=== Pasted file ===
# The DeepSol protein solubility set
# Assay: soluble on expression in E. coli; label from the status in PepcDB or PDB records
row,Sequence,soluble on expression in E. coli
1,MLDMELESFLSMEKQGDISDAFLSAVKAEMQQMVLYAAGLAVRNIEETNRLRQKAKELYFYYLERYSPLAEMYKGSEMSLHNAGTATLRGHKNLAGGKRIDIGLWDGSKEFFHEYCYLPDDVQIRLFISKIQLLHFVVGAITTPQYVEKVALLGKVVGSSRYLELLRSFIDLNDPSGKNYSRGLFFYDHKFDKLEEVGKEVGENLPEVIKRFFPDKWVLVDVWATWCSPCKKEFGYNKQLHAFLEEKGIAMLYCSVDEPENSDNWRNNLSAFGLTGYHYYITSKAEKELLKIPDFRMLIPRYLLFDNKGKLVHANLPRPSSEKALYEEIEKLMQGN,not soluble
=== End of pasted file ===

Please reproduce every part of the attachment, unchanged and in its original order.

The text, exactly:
# The DeepSol protein solubility set
# Assay: soluble on expression in E. coli; label from the status in PepcDB or PDB records
row,Sequence,soluble on expression in E. coli
1,MLDMELESFLSMEKQGDISDAFLSAVKAEMQQMVLYAAGLAVRNIEETNRLRQKAKELYFYYLERYSPLAEMYKGSEMSLHNAGTATLRGHKNLAGGKRIDIGLWDGSKEFFHEYCYLPDDVQIRLFISKIQLLHFVVGAITTPQYVEKVALLGKVVGSSRYLELLRSFIDLNDPSGKNYSRGLFFYDHKFDKLEEVGKEVGENLPEVIKRFFPDKWVLVDVWATWCSPCKKEFGYNKQLHAFLEEKGIAMLYCSVDEPENSDNWRNNLSAFGLTGYHYYITSKAEKELLKIPDFRMLIPRYLLFDNKGKLVHANLPRPSSEKALYEEIEKLMQGN,not soluble